Berserkers, Sorcery, and Legend: Review on Hawk of May


Published in 1980, Gillian Bradshaw’s Hawk of May isn’t exactly a new book, and I only came across it by chance. Yes, I judged this book by its cover. It’s gorgeous and simple. I paused long enough to read the inside flap. First line: “…this exciting historical fantasy recreates the magical world of King Arthur’s England.” Yes please.

Even better, when Bradshaw wrote this book, she was studying for a Master of Arts in classics at Cambridge. I had a feeling she knew her stuff. (I’m a sucker for intellectuals.) She begins the novel with a few notes on where she found inspiration: Celtic tales and poetry, Arthurian legends, a little spot of time shortly after the Romans left Britain. Of course, she adds a disclaimer: the historical background is only partially accurate. But who cares. It’s fiction. I’m in this for a story.

It’s been a long time since I’ve read a book like Hawk of May. Bradshaw achieves a lovely balance between realistic, gritty struggles and the stuff of legends. This is a historical fantasy I can almost believe in because it’s still so human. I love picking up a book where magical elements are not easily accepted by the characters within it. Magic, for me, must be mysterious because that’s what makes it believable.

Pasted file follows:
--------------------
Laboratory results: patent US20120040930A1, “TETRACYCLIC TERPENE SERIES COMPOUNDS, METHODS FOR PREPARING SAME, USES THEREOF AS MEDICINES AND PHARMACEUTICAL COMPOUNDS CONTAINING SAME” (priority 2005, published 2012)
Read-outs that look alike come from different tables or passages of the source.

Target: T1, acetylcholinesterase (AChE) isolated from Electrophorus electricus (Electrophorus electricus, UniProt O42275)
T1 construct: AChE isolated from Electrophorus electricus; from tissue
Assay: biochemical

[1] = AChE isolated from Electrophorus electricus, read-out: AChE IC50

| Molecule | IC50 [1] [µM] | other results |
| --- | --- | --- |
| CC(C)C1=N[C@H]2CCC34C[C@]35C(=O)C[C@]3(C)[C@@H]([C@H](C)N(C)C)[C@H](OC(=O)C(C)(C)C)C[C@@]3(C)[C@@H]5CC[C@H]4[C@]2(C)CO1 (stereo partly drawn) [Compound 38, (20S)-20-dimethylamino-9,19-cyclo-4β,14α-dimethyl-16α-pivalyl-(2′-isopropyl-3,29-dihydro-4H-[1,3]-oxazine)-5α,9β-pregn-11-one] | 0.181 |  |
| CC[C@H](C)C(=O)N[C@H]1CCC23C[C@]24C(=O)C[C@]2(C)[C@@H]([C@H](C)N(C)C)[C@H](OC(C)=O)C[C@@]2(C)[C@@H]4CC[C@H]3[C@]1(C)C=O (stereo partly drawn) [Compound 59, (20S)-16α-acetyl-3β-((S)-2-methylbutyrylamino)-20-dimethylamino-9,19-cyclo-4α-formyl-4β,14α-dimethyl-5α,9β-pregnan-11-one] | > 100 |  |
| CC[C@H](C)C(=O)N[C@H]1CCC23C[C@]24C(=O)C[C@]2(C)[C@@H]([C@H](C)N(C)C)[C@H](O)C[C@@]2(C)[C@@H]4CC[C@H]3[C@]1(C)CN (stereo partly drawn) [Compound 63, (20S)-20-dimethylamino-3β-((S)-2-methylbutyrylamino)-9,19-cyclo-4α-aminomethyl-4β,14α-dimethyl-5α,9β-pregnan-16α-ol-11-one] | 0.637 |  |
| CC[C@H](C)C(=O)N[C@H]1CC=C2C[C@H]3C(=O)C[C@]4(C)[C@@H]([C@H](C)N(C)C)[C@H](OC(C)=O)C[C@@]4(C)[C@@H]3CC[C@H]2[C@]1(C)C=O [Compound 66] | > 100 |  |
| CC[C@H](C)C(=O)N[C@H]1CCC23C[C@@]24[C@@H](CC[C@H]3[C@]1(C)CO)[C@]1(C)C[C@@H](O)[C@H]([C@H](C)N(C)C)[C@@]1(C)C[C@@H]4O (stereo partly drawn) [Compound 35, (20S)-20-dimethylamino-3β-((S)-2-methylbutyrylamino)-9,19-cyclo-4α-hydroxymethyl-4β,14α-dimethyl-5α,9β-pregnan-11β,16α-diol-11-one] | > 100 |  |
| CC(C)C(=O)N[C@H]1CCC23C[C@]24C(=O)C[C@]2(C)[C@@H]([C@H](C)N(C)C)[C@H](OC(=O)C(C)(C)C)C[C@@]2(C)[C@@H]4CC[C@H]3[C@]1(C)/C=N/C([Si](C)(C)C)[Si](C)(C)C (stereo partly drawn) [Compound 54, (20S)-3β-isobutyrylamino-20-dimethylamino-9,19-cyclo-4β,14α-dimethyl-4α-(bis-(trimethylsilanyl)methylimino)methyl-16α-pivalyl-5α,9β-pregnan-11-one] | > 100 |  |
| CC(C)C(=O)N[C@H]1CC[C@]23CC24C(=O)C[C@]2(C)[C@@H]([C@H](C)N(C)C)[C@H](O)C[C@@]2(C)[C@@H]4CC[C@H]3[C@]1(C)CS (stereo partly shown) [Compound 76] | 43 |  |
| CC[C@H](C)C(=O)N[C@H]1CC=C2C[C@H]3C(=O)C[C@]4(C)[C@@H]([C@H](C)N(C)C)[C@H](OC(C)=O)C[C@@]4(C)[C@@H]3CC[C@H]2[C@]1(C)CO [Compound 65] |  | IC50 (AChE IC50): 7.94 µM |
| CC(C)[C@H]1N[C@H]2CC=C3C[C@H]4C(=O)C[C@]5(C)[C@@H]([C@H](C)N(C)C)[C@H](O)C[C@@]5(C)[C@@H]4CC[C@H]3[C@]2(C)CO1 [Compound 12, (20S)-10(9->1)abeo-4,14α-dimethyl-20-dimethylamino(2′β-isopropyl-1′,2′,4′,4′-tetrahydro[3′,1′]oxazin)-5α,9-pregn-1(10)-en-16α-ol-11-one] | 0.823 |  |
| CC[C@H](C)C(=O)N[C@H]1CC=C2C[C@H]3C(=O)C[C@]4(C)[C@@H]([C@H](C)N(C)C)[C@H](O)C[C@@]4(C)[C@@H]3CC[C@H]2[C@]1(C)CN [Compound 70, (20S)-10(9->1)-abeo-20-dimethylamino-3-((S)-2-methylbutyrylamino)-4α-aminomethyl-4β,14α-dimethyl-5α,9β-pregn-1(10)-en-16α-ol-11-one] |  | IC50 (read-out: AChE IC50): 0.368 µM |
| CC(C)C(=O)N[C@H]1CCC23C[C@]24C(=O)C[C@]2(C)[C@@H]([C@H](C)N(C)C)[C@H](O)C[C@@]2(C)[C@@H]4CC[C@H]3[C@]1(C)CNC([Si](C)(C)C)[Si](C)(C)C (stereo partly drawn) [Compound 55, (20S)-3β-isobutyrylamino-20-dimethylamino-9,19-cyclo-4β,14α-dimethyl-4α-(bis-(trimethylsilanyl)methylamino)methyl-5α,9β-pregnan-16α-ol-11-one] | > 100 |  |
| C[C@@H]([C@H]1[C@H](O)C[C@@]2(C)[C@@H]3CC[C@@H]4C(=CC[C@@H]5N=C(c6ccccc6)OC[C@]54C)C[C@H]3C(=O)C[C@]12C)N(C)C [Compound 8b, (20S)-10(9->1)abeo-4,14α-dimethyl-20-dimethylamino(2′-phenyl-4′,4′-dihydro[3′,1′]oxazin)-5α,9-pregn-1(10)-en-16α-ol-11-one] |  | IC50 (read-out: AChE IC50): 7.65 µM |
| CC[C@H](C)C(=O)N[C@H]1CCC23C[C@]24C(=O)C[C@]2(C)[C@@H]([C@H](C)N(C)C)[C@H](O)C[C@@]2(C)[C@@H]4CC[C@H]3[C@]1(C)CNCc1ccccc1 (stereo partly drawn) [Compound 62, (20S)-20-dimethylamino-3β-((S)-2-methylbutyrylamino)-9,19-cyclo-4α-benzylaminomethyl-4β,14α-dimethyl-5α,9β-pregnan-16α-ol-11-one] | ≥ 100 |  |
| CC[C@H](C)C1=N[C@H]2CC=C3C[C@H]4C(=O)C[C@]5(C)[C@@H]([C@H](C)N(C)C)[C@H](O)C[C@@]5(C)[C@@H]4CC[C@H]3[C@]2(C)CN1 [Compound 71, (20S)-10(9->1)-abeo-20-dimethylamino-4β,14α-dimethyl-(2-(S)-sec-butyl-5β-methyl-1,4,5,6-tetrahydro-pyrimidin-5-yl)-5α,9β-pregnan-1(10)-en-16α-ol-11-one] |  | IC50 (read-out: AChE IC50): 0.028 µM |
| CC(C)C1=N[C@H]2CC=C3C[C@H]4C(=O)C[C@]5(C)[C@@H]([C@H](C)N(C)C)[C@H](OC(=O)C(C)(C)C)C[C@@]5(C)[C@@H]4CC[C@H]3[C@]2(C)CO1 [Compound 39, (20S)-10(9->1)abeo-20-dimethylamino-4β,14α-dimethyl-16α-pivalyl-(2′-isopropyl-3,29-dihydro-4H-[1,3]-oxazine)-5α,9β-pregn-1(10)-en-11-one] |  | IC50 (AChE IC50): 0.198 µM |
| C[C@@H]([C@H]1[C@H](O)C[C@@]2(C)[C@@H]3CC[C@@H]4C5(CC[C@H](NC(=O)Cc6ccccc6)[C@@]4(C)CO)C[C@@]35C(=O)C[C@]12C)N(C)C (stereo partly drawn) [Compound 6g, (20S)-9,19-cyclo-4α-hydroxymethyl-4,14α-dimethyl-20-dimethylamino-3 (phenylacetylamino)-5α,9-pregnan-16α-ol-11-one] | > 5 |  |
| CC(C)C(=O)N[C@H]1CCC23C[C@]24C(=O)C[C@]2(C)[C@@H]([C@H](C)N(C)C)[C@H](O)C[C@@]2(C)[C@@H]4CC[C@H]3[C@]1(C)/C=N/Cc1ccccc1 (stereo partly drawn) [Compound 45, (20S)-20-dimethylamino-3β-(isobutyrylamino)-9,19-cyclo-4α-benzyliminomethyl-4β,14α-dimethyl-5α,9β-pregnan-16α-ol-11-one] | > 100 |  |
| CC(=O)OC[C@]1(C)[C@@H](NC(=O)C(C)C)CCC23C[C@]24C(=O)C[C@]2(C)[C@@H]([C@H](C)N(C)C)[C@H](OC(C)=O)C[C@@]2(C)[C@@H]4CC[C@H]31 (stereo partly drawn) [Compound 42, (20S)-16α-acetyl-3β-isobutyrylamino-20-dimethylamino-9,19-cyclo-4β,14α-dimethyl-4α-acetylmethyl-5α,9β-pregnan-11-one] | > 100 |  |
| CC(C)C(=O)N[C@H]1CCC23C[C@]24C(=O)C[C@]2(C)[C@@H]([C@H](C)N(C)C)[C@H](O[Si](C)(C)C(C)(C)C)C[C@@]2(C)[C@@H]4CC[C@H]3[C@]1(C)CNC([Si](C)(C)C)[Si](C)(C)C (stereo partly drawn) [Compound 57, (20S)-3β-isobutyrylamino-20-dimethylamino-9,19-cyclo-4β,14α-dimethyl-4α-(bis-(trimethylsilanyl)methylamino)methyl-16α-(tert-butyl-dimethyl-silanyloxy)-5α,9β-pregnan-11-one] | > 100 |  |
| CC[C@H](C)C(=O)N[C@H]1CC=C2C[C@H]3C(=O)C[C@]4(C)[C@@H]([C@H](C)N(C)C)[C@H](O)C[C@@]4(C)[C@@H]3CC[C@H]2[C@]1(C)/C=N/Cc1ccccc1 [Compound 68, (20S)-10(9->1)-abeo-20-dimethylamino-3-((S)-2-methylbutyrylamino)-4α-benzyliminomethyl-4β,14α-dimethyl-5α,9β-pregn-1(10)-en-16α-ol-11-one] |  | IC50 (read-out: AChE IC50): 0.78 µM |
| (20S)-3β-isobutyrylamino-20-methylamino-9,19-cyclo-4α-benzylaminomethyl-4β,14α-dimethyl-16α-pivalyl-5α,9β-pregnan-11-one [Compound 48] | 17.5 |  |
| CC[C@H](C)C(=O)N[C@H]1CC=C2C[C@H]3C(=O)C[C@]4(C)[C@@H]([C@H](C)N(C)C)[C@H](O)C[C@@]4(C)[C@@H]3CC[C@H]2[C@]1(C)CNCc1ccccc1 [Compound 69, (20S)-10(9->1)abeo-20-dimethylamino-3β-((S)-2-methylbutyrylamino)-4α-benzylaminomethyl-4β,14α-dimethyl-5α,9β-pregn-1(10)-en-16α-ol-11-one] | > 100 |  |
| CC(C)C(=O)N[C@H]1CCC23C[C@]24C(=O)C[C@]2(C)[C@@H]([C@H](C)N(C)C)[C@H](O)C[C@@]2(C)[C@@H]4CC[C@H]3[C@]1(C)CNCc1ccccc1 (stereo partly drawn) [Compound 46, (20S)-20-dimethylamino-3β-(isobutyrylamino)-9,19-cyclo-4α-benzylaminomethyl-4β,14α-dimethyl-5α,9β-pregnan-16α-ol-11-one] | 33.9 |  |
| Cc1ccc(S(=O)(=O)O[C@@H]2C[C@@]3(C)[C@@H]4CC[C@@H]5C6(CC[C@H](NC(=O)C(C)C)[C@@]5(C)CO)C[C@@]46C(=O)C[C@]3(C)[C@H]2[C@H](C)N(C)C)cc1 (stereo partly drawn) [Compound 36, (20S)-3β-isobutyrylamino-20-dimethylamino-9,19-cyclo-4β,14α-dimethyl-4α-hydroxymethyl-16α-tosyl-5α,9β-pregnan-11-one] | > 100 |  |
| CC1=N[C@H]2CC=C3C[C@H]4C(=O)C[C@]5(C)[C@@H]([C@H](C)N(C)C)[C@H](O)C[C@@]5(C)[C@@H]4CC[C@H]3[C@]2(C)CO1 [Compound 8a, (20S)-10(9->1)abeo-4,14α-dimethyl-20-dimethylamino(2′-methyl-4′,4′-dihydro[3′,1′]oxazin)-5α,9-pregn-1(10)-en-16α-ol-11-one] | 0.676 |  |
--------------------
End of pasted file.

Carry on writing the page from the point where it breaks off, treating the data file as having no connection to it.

If you’re not already intrigued, here’s a quick sum up:

It begins with the death of the Pendragon, Uther. All the kings of Britain set out to gain the title, but it is Arthur, bastard son of Uther, who leads the strongest warband. Fearing that the Pendragon title would be won by a bastard son, they united against him… but Arthur subdues them all and sets out to defeat their common enemy, the Saxons.

During this time, the narrator and protagonist, Gwalchmai, is just a boy. He is the middle son of King Lot and the darkly beautiful sorceress, Morgawse (Arthur’s sister). His brother Agravain is of age to become a warrior and holds the ambition and skill to do so. Gwalchmai, however, is less than skilled at throwing spears and fighting. After a nasty falling out with his brother, he goes to his mother to learn sorcery. He quickly realizes the darkness of sorcery but is unable to turn away from his mother at first.

When Lot is defeated and Agravain taken as a hostage, Gwalchmai’s mother asks him to help her perform a terrifying, sacrificial ritual as an attack against Arthur. This drives him away, and his own mother sends a demon after him. Terrified and unable to return home, he pledges himself to the Light and is answered with a mysterious boat that takes him to an island inhabited by the Sidhe. Here he is given the sword, Caledvwlch, and told to seek out and join Arthur’s warband.

Upon returning to the normal realm, he finds several years have passed. Through a series of synchronicities that seem to be strung together by the Light, he is captured by Saxons, bonds with an otherworldly horse he names Ceincaled, finds his brother, and proves himself as a great warrior. But Arthur, who holds a terrible secret and suspects him of sorcery, will not accept him into the Family.

As it turns out, Hawk of May is the first in a trilogy. More? Yes. I’m excited. Yes. I’ll read the rest. First, though, I have turned my attention to another novel, one that begins in a disturbing future India… But I’ll save that for next week.



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